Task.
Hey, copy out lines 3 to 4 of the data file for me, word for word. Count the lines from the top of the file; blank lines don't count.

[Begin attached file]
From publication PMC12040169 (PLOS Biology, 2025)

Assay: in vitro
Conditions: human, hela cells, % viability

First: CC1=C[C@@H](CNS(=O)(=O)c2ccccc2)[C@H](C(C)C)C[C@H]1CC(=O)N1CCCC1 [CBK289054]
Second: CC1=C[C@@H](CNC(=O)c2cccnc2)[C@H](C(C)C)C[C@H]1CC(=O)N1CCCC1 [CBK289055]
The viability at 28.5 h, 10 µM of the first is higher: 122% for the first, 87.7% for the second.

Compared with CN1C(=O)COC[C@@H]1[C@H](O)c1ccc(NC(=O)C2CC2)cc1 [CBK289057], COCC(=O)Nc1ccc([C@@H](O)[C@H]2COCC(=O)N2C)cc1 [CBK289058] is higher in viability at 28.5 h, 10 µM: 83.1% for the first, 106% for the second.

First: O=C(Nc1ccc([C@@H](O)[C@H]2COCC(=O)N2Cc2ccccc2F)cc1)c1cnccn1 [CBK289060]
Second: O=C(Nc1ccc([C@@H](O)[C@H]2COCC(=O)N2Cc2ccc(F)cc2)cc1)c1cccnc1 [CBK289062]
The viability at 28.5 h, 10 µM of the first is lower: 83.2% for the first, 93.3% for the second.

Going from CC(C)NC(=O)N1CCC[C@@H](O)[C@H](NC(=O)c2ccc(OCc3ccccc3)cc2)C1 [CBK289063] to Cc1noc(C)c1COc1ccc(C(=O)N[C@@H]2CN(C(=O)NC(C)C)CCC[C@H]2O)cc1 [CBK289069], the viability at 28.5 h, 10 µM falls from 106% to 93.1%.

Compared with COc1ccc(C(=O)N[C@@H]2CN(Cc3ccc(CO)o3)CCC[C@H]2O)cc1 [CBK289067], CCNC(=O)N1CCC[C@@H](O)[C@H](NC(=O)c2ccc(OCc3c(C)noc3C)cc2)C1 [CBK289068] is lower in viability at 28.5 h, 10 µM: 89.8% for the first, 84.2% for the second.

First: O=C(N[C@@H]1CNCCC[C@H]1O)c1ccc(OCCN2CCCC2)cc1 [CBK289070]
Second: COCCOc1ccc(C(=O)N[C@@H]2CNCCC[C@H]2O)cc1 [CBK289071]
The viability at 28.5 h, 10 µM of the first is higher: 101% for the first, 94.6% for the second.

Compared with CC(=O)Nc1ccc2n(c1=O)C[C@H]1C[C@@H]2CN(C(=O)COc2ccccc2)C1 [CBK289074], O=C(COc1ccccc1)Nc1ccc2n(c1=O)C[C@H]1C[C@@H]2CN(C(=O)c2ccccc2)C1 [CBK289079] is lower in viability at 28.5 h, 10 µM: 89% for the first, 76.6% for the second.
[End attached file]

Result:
Conditions: human, hela cells, % viability

First: CC1=C[C@@H](CNS(=O)(=O)c2ccccc2)[C@H](C(C)C)C[C@H]1CC(=O)N1CCCC1 [CBK289054]